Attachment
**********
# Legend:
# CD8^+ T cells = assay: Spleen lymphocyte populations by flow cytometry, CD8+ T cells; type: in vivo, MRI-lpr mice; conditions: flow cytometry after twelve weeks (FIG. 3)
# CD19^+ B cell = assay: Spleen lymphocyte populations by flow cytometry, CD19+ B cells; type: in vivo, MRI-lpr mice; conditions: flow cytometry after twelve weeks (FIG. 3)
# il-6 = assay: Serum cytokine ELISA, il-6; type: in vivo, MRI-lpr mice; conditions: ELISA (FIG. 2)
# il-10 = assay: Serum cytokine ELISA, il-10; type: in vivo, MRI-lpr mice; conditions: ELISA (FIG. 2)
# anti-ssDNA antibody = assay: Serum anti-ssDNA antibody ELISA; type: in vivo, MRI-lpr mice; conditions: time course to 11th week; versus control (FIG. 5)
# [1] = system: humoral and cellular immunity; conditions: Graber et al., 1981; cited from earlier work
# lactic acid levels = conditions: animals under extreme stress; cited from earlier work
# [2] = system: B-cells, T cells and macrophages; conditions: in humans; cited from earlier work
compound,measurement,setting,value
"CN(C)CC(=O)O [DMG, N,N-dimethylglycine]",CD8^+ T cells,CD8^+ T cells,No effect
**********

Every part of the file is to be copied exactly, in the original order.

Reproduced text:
# Legend:
# CD8^+ T cells = assay: Spleen lymphocyte populations by flow cytometry, CD8+ T cells; type: in vivo, MRI-lpr mice; conditions: flow cytometry after twelve weeks (FIG. 3)
# CD19^+ B cell = assay: Spleen lymphocyte populations by flow cytometry, CD19+ B cells; type: in vivo, MRI-lpr mice; conditions: flow cytometry after twelve weeks (FIG. 3)
# il-6 = assay: Serum cytokine ELISA, il-6; type: in vivo, MRI-lpr mice; conditions: ELISA (FIG. 2)
# il-10 = assay: Serum cytokine ELISA, il-10; type: in vivo, MRI-lpr mice; conditions: ELISA (FIG. 2)
# anti-ssDNA antibody = assay: Serum anti-ssDNA antibody ELISA; type: in vivo, MRI-lpr mice; conditions: time course to 11th week; versus control (FIG. 5)
# [1] = system: humoral and cellular immunity; conditions: Graber et al., 1981; cited from earlier work
# lactic acid levels = conditions: animals under extreme stress; cited from earlier work
# [2] = system: B-cells, T cells and macrophages; conditions: in humans; cited from earlier work
compound,measurement,setting,value
"CN(C)CC(=O)O [DMG, N,N-dimethylglycine]",CD8^+ T cells,CD8^+ T cells,No effect